9 Events

Special Series - Open to the Public

The Impact of Pollution on Planetary Health: Emergence of an Underappreciated Risk Factor

Wed., Apr. 12, 2017 | 4:00pm - 5:00pm

To Be Announced

Dr. Philip J. Landrigan, Professor of Environmental Medicine/Public Health and Pediatrics and Dean for Global Health in the Icahn School of Medicine at Mount Sinai, discusses pollution as the world's largest health problem, leading to 10 million premature deaths annually, three times as many as AIDS, tuberculosis, and malaria combined.

Special Series - Open to the Public

Keeping Our Cool: Promoting Green Technologies to Combat Climate Change

Wed., May 4, 2011 | 4:00pm - 5:30pm

John F. Kennedy School of Government - Taubman Building, Nye A, B, & C, 5th Floor

Join a conversation with the members of Refrigerants, Naturally! about how corporations, NGOs and government can work together to make substantial reductions in greenhouse gas emissions in a time of political austerity and contention. In the absence of binding international climate agreements, who will lead the charge to save the planet?

European Commissioner for Climate Action Connie Hedegaard during a press conference at the EU Commission headquarters in Brussels, May 26, 2010.

AP Photo

Special Series - Open to the Public

Europe's View on International Climate Policy

Mon., Sep. 20, 2010 | 12:00pm - 1:30pm

John F. Kennedy School of Government - Taubman Building, Nye A, B, & C, 5th Floor

Connie Hedegaard was appointed in February 2010 as the first European Commissioner for Climate Action.  Previously, she was the Danish Minister for Climate and Energy, in which position she hosted the UN Climate Change Conference in Copenhagen in 2009.

RSVP to Trudi_Bostian@hks.harvard.edu

Tokyo Tower is lit orange in the Tokyo skyline before turning off its lights, Mar. 27, 2010. Tokyo Tower turned off the lights later for 1 hour during the annual Earth Hour, calling for a binding pact to cut greenhouse-gas emissions.

AP Photo

Seminar - Open to the Public

International Climate Change Policy: Next Steps for Japan and the World

Tue., Apr. 13, 2010 | 9:30am - 10:45am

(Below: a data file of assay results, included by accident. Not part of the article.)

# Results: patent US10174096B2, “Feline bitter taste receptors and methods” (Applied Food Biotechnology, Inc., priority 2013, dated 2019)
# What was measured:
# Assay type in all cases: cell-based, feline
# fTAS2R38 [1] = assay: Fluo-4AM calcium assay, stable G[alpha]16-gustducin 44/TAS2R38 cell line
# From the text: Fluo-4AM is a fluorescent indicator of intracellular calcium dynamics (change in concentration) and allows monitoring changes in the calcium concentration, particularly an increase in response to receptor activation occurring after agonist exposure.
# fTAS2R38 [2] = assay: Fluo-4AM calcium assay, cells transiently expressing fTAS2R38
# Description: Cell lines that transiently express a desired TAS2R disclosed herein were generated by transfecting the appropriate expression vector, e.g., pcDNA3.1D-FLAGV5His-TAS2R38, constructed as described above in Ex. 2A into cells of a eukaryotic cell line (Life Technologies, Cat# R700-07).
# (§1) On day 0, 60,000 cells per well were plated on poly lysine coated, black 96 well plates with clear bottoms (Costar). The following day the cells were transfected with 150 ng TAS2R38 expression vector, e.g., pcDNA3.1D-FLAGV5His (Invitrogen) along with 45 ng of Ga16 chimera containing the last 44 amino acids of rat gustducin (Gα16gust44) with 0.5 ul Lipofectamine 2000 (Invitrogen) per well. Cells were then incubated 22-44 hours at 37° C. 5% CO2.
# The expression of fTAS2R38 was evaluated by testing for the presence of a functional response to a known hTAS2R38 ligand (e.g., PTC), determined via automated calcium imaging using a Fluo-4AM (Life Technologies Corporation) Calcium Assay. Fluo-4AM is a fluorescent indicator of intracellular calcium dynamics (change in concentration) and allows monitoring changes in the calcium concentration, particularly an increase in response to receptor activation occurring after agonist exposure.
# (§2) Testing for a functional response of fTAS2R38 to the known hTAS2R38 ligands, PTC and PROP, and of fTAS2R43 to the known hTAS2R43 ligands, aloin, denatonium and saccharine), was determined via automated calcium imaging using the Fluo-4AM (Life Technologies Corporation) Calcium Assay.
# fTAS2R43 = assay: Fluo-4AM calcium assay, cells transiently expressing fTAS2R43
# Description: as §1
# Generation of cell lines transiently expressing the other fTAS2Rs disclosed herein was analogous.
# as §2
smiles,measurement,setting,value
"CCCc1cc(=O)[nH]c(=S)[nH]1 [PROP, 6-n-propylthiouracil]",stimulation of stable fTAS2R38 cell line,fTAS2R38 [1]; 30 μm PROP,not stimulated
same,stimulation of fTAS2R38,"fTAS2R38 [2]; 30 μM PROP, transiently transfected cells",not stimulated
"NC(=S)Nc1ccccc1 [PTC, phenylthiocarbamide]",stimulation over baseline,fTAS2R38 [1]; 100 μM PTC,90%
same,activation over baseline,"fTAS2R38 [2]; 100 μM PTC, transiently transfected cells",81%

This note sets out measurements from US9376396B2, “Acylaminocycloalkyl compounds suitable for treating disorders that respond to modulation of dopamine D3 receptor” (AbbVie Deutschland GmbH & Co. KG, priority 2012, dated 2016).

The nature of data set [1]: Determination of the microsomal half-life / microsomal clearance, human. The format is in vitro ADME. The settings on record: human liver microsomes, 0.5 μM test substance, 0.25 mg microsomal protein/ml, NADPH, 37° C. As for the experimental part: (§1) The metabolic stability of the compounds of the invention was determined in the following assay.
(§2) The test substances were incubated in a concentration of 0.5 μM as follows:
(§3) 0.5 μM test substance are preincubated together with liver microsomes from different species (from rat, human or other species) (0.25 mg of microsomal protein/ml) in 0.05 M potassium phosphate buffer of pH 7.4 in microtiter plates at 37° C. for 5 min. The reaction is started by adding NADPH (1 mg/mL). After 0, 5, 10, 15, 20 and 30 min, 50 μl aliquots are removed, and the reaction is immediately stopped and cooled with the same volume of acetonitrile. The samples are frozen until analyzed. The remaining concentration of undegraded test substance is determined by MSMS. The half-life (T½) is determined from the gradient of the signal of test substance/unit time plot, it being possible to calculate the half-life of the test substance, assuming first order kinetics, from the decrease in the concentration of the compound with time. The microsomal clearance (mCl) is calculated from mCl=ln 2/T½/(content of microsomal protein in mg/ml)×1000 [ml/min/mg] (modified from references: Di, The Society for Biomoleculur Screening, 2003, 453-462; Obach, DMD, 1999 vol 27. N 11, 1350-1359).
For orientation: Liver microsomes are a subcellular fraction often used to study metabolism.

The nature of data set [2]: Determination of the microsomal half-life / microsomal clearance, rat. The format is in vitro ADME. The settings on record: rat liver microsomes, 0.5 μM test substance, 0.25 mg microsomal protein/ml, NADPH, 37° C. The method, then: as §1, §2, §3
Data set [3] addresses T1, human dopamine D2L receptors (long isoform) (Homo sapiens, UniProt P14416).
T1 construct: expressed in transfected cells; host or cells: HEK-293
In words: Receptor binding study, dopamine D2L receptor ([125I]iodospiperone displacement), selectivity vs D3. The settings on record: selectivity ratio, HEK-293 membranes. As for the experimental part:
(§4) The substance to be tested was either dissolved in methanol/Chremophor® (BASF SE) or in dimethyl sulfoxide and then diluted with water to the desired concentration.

John F. Kennedy School of Government - Littauer Building, Room 332

The Harvard Project on International Climate Agreements is pleased to host a special seminar with Ambassador Makio Miyagawa. Ambassador Miyagawa is Japan's deputy chief negotiator in the United Nations Convention on Climate Change and other forums. He is a career foreign service officer who has represented Japan in senior positions for two decades, and as such, is uniquely positioned to provide analysis and discussion of Japan's role in crafting a post-Copenhagen agenda for a new international climate policy architecture.

Refreshments will be served.


Seminar - Harvard Faculty, Fellows, and Staff

Prospects for the Upcoming UN Climate Conference in Copenhagen: Seminar with Ambassador Friis Petersen

Tue., Nov. 10, 2009 | 2:00pm - 3:15pm

John F. Kennedy School of Government - Littauer Building, Belfer Center Library, Room L369

In December, Denmark hosts the 15th UN Framework Convention on Climate Change Conference of Parties in Copenhagen.  This meeting is especially significant as countries come together to advance a successor to the Kyoto agreement. Denmark's Ambassador to the United States, His Excellency Friis Petersen will discuss the prospects for a new international climate change agreement and potential outcomes in Copenhagen.

Seminar - Open to the Public

Climate Change: Is Economics the Source of the Problem or the Key to the Solution?

Mon., Dec. 3, 2007 | 4:00pm - 5:30pm

John F. Kennedy School of Government - Taubman Building, Allison Dining Room, 5th Floor

Economics is often at the center of the climate change storm. Some blame economists and economic thinking for the problem or for overemphasizing material goods at the expense of intangible environmental well-being. Others feel that it is only through economic thinking that we can get past rhetoric and acutally do something to solve the climate change problem. This talks looks at both sides of the issue.